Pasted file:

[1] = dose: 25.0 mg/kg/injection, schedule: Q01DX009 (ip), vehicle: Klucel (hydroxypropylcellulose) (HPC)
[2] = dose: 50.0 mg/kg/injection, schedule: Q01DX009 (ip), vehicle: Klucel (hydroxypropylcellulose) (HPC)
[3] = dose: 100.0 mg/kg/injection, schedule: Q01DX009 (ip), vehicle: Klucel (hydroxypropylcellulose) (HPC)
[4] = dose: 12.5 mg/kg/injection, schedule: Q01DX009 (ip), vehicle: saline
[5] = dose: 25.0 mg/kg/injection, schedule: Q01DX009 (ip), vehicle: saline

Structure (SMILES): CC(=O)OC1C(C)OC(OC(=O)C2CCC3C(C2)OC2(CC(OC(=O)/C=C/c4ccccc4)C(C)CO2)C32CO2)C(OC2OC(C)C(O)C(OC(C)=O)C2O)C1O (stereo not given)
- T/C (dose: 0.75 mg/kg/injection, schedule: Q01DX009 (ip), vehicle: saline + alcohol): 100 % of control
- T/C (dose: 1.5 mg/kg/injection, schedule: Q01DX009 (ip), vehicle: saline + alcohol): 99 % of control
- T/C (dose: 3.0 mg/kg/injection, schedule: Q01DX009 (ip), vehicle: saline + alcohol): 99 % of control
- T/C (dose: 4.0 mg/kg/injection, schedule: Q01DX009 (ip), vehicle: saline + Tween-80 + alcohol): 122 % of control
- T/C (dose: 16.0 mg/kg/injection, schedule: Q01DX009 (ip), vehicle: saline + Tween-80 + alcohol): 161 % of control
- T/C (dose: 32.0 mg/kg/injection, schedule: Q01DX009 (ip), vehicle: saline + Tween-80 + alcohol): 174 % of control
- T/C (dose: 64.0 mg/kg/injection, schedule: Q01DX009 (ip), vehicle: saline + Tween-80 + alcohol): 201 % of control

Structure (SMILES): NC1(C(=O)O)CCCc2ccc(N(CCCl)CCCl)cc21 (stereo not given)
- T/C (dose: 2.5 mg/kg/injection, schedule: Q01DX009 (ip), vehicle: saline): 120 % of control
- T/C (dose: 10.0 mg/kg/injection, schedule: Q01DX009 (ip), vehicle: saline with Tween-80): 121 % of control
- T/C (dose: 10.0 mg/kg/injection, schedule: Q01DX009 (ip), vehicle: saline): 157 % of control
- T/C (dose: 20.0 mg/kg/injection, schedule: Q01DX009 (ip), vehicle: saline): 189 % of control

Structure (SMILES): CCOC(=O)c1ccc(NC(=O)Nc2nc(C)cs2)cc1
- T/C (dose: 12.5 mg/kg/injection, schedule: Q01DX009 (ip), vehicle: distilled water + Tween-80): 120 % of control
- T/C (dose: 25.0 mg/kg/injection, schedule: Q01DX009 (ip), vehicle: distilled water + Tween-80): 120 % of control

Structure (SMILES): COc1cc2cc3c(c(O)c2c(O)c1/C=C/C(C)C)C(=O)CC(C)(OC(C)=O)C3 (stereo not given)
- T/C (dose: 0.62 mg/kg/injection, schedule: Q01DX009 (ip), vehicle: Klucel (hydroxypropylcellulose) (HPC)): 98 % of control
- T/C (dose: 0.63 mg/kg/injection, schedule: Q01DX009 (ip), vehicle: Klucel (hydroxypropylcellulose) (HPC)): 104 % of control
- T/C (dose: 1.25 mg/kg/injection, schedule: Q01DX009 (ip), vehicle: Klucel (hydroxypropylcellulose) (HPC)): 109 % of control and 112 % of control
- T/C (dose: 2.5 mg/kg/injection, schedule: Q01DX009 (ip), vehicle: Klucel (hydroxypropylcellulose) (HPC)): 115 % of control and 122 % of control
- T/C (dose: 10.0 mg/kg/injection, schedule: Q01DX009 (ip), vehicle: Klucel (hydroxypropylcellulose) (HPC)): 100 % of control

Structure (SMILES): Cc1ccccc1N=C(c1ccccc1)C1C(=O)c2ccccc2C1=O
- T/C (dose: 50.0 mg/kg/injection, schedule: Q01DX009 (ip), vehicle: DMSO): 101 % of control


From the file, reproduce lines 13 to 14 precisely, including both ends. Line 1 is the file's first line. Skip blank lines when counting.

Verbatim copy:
- T/C (dose: 64.0 mg/kg/injection, schedule: Q01DX009 (ip), vehicle: saline + Tween-80 + alcohol): 201 % of control

Structure (SMILES): NC1(C(=O)O)CCCc2ccc(N(CCCl)CCCl)cc21 (stereo not given)